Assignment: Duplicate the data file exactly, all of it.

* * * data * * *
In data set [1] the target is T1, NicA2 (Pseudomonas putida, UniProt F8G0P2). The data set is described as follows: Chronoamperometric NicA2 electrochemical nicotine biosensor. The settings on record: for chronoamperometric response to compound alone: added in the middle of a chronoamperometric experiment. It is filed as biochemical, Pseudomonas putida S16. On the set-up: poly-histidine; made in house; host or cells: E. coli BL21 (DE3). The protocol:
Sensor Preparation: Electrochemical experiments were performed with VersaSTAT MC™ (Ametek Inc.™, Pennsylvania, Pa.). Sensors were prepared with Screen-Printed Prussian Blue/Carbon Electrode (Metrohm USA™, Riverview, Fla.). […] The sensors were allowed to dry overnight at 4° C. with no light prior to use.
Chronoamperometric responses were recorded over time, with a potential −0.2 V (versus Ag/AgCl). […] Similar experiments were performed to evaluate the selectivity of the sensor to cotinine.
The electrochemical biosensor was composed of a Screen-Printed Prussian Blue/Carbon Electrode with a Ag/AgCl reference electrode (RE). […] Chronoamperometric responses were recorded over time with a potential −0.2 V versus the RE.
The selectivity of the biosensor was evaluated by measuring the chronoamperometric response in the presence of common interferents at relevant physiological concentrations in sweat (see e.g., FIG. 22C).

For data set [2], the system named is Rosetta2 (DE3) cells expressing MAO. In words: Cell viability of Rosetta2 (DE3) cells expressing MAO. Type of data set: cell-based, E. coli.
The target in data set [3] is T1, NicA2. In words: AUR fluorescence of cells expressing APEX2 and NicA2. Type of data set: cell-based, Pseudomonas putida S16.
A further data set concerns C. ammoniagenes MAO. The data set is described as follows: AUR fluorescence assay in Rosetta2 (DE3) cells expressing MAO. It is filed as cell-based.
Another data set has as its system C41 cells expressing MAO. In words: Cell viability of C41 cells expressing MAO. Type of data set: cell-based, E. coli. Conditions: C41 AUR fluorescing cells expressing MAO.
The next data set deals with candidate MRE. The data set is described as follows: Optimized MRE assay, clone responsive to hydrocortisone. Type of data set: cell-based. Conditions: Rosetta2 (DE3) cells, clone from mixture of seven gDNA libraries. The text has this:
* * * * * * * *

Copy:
In data set [1] the target is T1, NicA2 (Pseudomonas putida, UniProt F8G0P2). The data set is described as follows: Chronoamperometric NicA2 electrochemical nicotine biosensor. The settings on record: for chronoamperometric response to compound alone: added in the middle of a chronoamperometric experiment. It is filed as biochemical, Pseudomonas putida S16. On the set-up: poly-histidine; made in house; host or cells: E. coli BL21 (DE3). The protocol:
Sensor Preparation: Electrochemical experiments were performed with VersaSTAT MC™ (Ametek Inc.™, Pennsylvania, Pa.). Sensors were prepared with Screen-Printed Prussian Blue/Carbon Electrode (Metrohm USA™, Riverview, Fla.). […] The sensors were allowed to dry overnight at 4° C. with no light prior to use.
Chronoamperometric responses were recorded over time, with a potential −0.2 V (versus Ag/AgCl). […] Similar experiments were performed to evaluate the selectivity of the sensor to cotinine.
The electrochemical biosensor was composed of a Screen-Printed Prussian Blue/Carbon Electrode with a Ag/AgCl reference electrode (RE). […] Chronoamperometric responses were recorded over time with a potential −0.2 V versus the RE.
The selectivity of the biosensor was evaluated by measuring the chronoamperometric response in the presence of common interferents at relevant physiological concentrations in sweat (see e.g., FIG. 22C).

For data set [2], the system named is Rosetta2 (DE3) cells expressing MAO. In words: Cell viability of Rosetta2 (DE3) cells expressing MAO. Type of data set: cell-based, E. coli.
The target in data set [3] is T1, NicA2. In words: AUR fluorescence of cells expressing APEX2 and NicA2. Type of data set: cell-based, Pseudomonas putida S16.
A further data set concerns C. ammoniagenes MAO. The data set is described as follows: AUR fluorescence assay in Rosetta2 (DE3) cells expressing MAO. It is filed as cell-based.
Another data set has as its system C41 cells expressing MAO. In words: Cell viability of C41 cells expressing MAO. Type of data set: cell-based, E. coli. Conditions: C41 AUR fluorescing cells expressing MAO.
The next data set deals with candidate MRE. The data set is described as follows: Optimized MRE assay, clone responsive to hydrocortisone. Type of data set: cell-based. Conditions: Rosetta2 (DE3) cells, clone from mixture of seven gDNA libraries. The text has this: